Monday, December 26, 2005

Hi everybody, I hope you all had a nice Christmas! I threw in a couple extras this time as I will probably be gone next week, and unable to post. Here we go -

Nine Days' Wonder - Nine Days' Wonder (1970)

From the extreme end of the Krautrock spectrum, this is an essential album, though it may not be an easy listen for some. Obviously influenced by Frank Zappa, maybe King Crimson and others, the first release from these guys is marked by excellent musicianship, long free-jazz type passages, sudden tempo changes and complex time signatures.


Tonton Macoute - Tonton Macoute (1971)

This British band's only release "is full of jazz-inspired prog rock with long instrumental interplay in even longer tracks. Their music oozes fun and good-natured moods and should please most everyone, even the ones wary of jazz-tinged music, as this is hardly their only inspiration. Highly recommended to the progheads that seek to deepen their knowledge of early 70's prog rock and looking for unknown gems such as this one"


The Great Society - Live At The Matrix (1968)

This is a fine set from The Great Society, which featured Grace Slick, with a brilliant version of "Sally Go Round The Roses", and terrific pre-Jefferson Airplane versions of "White Rabbit" and "Somebody To Love", 17 tracks. Note: this is the same album as "Collector's Item", so if you already have that, not much point!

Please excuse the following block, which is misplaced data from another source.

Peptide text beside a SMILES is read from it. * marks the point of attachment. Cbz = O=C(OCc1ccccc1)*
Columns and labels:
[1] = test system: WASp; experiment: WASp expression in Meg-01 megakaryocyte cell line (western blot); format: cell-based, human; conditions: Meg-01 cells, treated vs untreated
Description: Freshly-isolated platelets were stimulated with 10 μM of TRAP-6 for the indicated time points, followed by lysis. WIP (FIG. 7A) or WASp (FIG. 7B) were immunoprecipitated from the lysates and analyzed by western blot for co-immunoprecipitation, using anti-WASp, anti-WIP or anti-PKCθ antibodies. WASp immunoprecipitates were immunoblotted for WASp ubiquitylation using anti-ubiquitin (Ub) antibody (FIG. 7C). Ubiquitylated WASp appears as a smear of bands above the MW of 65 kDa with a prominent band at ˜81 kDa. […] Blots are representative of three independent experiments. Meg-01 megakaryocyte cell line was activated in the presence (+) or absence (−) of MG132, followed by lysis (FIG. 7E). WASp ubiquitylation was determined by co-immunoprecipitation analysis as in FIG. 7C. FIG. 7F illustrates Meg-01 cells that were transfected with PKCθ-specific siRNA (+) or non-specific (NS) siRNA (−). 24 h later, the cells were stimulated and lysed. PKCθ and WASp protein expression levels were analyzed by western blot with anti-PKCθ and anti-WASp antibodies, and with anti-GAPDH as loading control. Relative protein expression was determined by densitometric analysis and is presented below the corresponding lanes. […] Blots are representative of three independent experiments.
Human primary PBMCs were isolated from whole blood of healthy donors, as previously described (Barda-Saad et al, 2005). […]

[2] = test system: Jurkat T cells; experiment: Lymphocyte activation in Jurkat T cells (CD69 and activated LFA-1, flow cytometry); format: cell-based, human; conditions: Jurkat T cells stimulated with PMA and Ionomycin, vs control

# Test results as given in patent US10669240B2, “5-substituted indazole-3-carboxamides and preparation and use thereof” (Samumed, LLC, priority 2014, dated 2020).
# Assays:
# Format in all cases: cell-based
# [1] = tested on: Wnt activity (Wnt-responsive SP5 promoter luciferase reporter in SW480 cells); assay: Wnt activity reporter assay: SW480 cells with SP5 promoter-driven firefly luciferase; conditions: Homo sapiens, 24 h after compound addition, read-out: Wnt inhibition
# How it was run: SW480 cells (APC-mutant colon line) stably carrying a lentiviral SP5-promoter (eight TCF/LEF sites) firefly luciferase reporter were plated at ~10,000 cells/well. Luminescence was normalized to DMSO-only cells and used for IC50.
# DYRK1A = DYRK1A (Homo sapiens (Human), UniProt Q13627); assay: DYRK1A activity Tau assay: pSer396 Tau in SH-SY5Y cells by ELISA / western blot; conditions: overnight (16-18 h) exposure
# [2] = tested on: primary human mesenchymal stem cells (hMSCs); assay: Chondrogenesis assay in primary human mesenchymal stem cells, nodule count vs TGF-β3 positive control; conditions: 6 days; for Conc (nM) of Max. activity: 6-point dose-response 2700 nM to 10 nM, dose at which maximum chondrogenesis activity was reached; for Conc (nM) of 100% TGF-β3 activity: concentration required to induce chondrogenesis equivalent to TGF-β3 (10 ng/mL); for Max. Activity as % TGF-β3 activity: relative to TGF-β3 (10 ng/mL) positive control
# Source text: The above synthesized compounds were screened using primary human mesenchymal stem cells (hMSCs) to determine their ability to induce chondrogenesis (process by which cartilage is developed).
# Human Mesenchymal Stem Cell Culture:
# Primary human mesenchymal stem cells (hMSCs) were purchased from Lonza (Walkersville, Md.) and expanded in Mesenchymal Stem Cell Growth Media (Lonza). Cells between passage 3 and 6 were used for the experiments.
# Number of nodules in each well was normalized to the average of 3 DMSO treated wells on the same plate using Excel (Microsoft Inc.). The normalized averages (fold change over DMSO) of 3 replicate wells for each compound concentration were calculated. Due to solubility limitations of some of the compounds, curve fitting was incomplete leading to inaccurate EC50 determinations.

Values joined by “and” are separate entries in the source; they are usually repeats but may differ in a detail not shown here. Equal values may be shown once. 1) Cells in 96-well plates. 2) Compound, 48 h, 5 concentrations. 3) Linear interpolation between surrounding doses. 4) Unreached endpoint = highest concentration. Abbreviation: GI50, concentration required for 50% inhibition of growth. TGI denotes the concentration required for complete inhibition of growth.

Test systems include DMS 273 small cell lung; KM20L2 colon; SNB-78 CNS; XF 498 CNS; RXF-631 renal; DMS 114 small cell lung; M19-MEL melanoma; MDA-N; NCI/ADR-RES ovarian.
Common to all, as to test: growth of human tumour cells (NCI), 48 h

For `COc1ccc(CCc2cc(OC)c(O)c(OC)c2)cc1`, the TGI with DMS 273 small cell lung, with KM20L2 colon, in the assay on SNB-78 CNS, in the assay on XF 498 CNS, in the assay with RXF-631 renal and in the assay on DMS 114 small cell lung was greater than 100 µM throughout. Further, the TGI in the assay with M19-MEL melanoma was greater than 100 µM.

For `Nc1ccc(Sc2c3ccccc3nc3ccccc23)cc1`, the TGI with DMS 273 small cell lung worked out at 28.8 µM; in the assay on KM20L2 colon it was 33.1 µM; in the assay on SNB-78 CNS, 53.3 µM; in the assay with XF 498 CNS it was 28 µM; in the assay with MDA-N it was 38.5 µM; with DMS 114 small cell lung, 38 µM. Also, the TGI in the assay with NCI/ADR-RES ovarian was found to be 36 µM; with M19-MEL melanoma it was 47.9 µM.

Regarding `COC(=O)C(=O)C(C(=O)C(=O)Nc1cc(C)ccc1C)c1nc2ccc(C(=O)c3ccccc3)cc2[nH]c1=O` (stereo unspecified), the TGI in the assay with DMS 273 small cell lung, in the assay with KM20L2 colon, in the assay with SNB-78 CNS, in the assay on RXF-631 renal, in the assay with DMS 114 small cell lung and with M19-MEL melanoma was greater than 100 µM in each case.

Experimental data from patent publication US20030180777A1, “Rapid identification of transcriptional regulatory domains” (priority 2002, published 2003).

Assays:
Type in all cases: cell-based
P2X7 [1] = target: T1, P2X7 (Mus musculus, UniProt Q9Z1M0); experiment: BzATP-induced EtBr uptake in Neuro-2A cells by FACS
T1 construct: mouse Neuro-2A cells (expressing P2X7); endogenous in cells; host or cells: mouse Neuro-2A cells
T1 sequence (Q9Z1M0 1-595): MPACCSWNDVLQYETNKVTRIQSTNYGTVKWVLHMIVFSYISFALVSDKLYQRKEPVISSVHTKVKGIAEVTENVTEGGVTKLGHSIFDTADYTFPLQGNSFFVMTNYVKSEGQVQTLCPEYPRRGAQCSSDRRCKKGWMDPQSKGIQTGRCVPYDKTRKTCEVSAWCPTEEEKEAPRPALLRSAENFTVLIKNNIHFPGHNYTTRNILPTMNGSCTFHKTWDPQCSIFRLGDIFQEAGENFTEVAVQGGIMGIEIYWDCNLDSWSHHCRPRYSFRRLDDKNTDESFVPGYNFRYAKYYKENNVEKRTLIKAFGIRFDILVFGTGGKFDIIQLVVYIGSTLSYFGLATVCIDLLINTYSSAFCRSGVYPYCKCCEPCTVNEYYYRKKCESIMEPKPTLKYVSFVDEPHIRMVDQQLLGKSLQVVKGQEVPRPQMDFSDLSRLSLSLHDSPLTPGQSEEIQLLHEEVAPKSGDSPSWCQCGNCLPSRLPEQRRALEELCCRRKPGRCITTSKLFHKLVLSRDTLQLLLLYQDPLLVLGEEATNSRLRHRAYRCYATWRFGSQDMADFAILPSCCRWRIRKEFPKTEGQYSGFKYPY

Agamemnon - Part I and II (1981)

The only release from this Swiss band is one of those albums where nothing really jumps out at you, but it is a thoroughy enjoyable listen all the way through, with two long suites telling the story of Agamemnon. It really brings to mind "Atom Heart Mother"-era Pink Floyd at times. My rip @320.


Quicksilver Messenger Service - Happy Trails (1968)

Sporting one of the great album covers, I think this record was the best to come out of the 60's San Francisco psychedelic scene, and maybe one of the best albums ever! These guys were tight, the interplay between guitarists John Cippolina and Gary Duncan is awe-inspiring. Fully half the album is a dedication to Bo Diddley's "Who Do You Love", recorded live at the Fillmores East and West, and this is rock and roll at it's best. My favorite tracks, though, are two Gary Duncan pieces, "Maiden Of The Cancer Moon" and "Calvary", they are downright mystical. "Call It Anything You Want"!!

Part 1 Part 2

Carol Of Harvest - Carol Of Harvest (1978)